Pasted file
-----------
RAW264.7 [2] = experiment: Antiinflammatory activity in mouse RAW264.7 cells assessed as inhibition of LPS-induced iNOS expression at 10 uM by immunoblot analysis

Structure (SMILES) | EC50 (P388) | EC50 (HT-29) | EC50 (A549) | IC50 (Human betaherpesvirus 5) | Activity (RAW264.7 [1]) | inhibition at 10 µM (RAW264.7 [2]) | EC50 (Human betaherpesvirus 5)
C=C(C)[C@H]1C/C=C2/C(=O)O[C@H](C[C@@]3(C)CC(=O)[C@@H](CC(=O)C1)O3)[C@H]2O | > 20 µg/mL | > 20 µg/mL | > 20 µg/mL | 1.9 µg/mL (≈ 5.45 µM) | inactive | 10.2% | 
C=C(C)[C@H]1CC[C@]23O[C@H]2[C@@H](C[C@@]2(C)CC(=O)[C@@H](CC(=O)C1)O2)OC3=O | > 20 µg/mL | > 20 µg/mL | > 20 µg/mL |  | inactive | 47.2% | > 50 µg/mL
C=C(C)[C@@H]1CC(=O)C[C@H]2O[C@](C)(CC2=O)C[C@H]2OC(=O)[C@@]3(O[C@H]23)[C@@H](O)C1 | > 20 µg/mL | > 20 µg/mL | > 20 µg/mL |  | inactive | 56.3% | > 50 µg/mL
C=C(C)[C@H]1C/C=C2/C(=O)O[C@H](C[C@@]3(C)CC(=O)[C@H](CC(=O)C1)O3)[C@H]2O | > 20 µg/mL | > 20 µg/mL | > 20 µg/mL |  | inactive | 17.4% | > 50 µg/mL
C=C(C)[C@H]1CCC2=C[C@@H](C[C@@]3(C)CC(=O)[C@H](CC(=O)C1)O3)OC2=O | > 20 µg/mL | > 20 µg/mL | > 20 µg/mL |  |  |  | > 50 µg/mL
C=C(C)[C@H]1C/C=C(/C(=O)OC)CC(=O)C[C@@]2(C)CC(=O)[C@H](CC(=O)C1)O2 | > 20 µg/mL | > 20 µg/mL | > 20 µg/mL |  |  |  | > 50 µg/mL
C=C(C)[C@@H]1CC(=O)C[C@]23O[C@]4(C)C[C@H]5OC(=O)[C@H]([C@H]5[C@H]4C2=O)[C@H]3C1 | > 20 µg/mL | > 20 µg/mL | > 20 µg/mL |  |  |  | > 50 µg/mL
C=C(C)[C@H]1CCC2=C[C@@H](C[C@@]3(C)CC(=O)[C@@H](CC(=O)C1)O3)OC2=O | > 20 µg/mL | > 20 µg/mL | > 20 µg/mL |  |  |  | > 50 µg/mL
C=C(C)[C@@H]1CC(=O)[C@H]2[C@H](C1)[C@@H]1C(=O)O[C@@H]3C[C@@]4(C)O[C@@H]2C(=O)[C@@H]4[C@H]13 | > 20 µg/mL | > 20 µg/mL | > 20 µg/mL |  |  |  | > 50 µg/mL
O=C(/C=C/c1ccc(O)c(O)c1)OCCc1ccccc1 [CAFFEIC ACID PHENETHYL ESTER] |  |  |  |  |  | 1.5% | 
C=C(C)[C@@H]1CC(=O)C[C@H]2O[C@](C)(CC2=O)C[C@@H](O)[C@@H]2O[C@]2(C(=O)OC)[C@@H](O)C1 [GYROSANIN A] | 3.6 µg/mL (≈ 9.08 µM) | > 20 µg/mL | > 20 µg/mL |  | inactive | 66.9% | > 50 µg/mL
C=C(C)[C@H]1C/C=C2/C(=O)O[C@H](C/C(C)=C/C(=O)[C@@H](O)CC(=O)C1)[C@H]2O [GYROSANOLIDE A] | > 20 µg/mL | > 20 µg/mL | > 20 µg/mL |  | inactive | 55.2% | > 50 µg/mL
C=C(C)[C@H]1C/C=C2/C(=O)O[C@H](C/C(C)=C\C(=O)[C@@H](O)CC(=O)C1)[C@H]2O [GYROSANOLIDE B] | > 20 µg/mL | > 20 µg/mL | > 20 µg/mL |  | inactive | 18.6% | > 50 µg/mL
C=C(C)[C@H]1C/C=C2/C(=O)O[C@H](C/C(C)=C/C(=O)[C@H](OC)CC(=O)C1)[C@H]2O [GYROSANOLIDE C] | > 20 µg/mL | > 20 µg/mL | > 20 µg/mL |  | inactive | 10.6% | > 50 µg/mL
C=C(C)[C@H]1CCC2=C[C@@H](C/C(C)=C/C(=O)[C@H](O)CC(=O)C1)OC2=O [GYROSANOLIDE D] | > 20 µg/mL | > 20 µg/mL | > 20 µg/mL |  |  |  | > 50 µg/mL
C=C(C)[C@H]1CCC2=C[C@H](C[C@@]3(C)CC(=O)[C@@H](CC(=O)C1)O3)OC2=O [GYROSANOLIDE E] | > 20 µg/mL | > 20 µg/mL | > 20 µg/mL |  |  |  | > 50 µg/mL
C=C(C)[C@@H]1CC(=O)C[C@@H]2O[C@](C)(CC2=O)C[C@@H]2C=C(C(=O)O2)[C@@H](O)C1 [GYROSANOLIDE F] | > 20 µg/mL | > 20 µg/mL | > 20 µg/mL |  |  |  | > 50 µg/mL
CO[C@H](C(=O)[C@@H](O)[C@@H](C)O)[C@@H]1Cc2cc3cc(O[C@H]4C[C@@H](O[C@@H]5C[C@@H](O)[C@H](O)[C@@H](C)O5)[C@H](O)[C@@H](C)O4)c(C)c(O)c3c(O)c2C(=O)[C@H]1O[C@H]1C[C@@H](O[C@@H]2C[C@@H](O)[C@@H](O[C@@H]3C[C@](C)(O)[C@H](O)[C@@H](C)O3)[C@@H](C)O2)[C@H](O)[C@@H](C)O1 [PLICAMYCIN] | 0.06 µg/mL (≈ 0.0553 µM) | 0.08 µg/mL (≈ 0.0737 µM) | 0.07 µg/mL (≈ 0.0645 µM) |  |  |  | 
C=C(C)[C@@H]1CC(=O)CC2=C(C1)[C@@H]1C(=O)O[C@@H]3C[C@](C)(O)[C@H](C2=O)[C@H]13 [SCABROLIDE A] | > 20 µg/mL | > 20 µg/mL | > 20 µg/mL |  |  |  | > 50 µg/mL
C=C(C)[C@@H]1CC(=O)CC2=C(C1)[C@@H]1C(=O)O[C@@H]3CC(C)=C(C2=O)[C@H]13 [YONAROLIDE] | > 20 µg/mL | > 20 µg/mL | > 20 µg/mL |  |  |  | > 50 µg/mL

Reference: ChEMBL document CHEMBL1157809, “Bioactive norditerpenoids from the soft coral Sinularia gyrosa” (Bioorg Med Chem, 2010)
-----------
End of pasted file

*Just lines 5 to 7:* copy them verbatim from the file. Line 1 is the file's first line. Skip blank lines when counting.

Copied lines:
C=C(C)[C@@H]1CC(=O)C[C@H]2O[C@](C)(CC2=O)C[C@H]2OC(=O)[C@@]3(O[C@H]23)[C@@H](O)C1 | > 20 µg/mL | > 20 µg/mL | > 20 µg/mL |  | inactive | 56.3% | > 50 µg/mL
C=C(C)[C@H]1C/C=C2/C(=O)O[C@H](C[C@@]3(C)CC(=O)[C@H](CC(=O)C1)O3)[C@H]2O | > 20 µg/mL | > 20 µg/mL | > 20 µg/mL |  | inactive | 17.4% | > 50 µg/mL
C=C(C)[C@H]1CCC2=C[C@@H](C[C@@]3(C)CC(=O)[C@H](CC(=O)C1)O3)OC2=O | > 20 µg/mL | > 20 µg/mL | > 20 µg/mL |  |  |  | > 50 µg/mL